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New Increase In COVID Cases In North Texas

As news arrives of a new wave of cases in China, North Texas reported over 1,000 hospitalizations
Photo: Prostock-studio | Shutterstock

According to the most recent CDC data, a subvariant of omicron called XBB.1.5 is responsible for 41% of cases in the country as we experience a spike in COVID-19 cases following the holiday season. Data from the Texas Department of Health Services show that North Texas has over 1,000 hospitalizations for the first time since February 2022. 

At the end of December 2022, global concern over a new surge in COVID-19 cases in China caused many countries to request COVID tests from travelers arriving from the eastern country. 

Dr. Shan-Lu Liu, who studies viruses at Ohio State University, told to AP News that the variant BF.7 is believed to be driving the current wave of cases in China. While the new surge China is experiencing now could be the effect of a different variant than the XBB.1.5 that the CDC recorded in America, experts worry about China not sharing information quickly enough. 

“Right now the pandemic situation in China is not transparent,” Wang Pi-Sheng, the head of Taiwan’s epidemic command center, told The Associated Press. “We have a very limited grasp on its information and it’s not very accurate.”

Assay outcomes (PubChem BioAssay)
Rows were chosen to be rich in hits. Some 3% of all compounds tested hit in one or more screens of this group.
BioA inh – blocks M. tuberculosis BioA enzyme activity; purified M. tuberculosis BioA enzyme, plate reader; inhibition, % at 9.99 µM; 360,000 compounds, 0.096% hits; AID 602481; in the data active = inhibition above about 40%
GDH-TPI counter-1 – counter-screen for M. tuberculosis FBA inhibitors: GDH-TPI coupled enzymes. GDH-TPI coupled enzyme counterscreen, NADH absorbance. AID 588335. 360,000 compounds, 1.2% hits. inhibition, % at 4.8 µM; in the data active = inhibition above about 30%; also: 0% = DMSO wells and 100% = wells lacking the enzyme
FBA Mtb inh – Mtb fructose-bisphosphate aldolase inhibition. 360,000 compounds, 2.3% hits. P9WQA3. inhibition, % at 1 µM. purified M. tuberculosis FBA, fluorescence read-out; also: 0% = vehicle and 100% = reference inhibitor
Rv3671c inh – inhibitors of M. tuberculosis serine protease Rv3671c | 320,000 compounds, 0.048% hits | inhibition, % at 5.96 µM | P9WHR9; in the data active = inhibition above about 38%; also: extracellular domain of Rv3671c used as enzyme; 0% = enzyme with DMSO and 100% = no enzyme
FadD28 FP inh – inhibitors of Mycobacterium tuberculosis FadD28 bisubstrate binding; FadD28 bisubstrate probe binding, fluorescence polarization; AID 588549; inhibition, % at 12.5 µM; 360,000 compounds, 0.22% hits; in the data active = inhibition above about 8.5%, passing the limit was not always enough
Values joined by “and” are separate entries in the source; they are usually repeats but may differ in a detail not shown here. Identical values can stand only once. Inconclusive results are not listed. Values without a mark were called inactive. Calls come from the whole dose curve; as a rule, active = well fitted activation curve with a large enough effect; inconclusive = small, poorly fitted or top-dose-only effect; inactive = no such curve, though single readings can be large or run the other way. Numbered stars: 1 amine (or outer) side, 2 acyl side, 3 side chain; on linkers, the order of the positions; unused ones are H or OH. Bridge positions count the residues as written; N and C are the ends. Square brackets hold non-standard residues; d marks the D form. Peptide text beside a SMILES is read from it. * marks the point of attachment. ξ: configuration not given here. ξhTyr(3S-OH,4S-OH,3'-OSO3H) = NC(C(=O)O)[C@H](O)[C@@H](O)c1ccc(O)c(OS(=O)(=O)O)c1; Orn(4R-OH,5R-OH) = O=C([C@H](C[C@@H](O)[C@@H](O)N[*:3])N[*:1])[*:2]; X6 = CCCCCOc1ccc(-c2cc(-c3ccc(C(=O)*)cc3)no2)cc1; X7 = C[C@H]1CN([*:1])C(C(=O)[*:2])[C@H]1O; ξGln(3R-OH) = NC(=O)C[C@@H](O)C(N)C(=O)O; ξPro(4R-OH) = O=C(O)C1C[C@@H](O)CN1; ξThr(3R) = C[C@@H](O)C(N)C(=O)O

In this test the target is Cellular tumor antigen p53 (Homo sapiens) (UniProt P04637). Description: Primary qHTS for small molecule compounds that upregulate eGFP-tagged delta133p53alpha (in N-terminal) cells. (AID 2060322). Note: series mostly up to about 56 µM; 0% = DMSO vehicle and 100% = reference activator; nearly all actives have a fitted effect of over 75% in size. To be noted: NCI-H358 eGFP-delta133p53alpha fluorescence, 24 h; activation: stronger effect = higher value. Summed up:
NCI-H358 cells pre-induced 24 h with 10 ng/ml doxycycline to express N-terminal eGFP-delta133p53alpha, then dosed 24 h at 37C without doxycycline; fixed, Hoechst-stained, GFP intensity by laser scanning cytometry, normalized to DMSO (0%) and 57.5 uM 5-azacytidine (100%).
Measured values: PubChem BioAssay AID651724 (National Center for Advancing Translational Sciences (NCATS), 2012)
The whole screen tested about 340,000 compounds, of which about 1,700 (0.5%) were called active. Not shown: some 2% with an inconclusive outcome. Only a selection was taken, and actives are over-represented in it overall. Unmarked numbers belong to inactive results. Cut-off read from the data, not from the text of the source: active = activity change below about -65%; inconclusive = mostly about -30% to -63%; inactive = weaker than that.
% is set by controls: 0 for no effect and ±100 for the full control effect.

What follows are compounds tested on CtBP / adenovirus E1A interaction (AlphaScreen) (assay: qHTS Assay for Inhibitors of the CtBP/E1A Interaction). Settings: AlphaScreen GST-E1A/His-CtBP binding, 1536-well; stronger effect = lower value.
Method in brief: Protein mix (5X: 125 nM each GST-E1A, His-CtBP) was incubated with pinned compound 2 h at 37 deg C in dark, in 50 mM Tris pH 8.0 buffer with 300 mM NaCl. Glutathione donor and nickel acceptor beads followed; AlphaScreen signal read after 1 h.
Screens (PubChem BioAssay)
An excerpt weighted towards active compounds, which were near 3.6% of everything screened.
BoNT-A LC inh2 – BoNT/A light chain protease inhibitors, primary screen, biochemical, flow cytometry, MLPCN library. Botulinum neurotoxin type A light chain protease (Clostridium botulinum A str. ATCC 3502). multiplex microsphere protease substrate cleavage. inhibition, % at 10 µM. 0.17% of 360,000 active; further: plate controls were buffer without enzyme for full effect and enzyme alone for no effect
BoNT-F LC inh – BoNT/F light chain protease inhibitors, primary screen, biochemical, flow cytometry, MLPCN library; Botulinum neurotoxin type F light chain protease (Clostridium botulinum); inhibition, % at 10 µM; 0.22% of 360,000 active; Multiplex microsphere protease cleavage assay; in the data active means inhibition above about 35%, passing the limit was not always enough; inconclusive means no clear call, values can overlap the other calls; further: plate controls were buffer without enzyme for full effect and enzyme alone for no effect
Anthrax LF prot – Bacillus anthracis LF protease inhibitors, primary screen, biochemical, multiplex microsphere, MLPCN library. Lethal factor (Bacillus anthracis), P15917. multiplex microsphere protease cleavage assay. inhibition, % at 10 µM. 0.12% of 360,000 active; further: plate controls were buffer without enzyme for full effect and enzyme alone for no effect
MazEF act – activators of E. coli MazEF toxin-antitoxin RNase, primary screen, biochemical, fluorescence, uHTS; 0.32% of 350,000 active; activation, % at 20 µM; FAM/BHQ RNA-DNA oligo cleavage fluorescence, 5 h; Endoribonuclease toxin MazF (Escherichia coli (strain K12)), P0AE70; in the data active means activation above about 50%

In North Texas, according to WFAA Trauma Service Area E, which comprises 19 counties including Collin County, reported it currently has a 14-day average of 766 hospitalizations.

The two counties with the most reported deaths are Tarrant with 31, surpassing February 2022’s spike, when 12 deaths were reported and Dallas county with 42.

In December, the Texas Department of State Health Services’ data showed that there were 9 new deaths related to COVID in Collin County, getting closer to the last spike in February 2022, when the rate reached 7 daily death on average.

At a time when hospitals are experiencing high demand due to several simultaneous respiratory illnesses, caution is of the essence. Tarrant County Public Health is recommending residents wear masks again as the COVID-19 community level changed to high.